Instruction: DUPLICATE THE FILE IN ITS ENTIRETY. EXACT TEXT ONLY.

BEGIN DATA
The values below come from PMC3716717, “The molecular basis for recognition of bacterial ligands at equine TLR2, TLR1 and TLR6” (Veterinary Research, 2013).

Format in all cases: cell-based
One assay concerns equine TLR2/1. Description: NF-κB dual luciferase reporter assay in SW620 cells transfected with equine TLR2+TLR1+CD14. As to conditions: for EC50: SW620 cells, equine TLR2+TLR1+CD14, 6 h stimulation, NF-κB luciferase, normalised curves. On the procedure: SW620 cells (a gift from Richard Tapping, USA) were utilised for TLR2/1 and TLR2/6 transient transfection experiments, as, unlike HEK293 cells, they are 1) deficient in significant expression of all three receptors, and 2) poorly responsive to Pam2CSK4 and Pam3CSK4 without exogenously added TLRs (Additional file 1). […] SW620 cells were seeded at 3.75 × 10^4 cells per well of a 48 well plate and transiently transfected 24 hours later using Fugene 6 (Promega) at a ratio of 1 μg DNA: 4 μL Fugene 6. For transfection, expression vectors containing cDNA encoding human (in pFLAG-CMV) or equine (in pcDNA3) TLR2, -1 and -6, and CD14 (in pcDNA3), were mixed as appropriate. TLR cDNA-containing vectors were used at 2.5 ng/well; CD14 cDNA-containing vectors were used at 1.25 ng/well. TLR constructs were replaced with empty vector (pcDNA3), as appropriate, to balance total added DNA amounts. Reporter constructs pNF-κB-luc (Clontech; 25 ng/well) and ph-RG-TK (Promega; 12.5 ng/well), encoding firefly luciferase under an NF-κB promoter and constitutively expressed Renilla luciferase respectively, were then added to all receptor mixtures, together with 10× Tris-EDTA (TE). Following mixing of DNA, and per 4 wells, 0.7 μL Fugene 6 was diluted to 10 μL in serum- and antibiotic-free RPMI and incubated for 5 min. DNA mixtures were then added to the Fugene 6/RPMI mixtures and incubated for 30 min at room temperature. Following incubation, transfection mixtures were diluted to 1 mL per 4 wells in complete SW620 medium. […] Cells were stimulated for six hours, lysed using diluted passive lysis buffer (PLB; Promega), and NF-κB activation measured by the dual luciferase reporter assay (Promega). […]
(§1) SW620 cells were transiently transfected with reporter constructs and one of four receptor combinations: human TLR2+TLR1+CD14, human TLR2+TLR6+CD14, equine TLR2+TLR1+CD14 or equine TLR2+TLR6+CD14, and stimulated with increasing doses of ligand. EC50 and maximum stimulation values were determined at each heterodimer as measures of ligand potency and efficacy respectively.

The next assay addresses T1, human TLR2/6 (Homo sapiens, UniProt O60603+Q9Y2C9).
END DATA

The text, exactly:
The values below come from PMC3716717, “The molecular basis for recognition of bacterial ligands at equine TLR2, TLR1 and TLR6” (Veterinary Research, 2013).

Format in all cases: cell-based
One assay concerns equine TLR2/1. Description: NF-κB dual luciferase reporter assay in SW620 cells transfected with equine TLR2+TLR1+CD14. As to conditions: for EC50: SW620 cells, equine TLR2+TLR1+CD14, 6 h stimulation, NF-κB luciferase, normalised curves. On the procedure: SW620 cells (a gift from Richard Tapping, USA) were utilised for TLR2/1 and TLR2/6 transient transfection experiments, as, unlike HEK293 cells, they are 1) deficient in significant expression of all three receptors, and 2) poorly responsive to Pam2CSK4 and Pam3CSK4 without exogenously added TLRs (Additional file 1). […] SW620 cells were seeded at 3.75 × 10^4 cells per well of a 48 well plate and transiently transfected 24 hours later using Fugene 6 (Promega) at a ratio of 1 μg DNA: 4 μL Fugene 6. For transfection, expression vectors containing cDNA encoding human (in pFLAG-CMV) or equine (in pcDNA3) TLR2, -1 and -6, and CD14 (in pcDNA3), were mixed as appropriate. TLR cDNA-containing vectors were used at 2.5 ng/well; CD14 cDNA-containing vectors were used at 1.25 ng/well. TLR constructs were replaced with empty vector (pcDNA3), as appropriate, to balance total added DNA amounts. Reporter constructs pNF-κB-luc (Clontech; 25 ng/well) and ph-RG-TK (Promega; 12.5 ng/well), encoding firefly luciferase under an NF-κB promoter and constitutively expressed Renilla luciferase respectively, were then added to all receptor mixtures, together with 10× Tris-EDTA (TE). Following mixing of DNA, and per 4 wells, 0.7 μL Fugene 6 was diluted to 10 μL in serum- and antibiotic-free RPMI and incubated for 5 min. DNA mixtures were then added to the Fugene 6/RPMI mixtures and incubated for 30 min at room temperature. Following incubation, transfection mixtures were diluted to 1 mL per 4 wells in complete SW620 medium. […] Cells were stimulated for six hours, lysed using diluted passive lysis buffer (PLB; Promega), and NF-κB activation measured by the dual luciferase reporter assay (Promega). […]
(§1) SW620 cells were transiently transfected with reporter constructs and one of four receptor combinations: human TLR2+TLR1+CD14, human TLR2+TLR6+CD14, equine TLR2+TLR1+CD14 or equine TLR2+TLR6+CD14, and stimulated with increasing doses of ligand. EC50 and maximum stimulation values were determined at each heterodimer as measures of ligand potency and efficacy respectively.

The next assay addresses T1, human TLR2/6 (Homo sapiens, UniProt O60603+Q9Y2C9).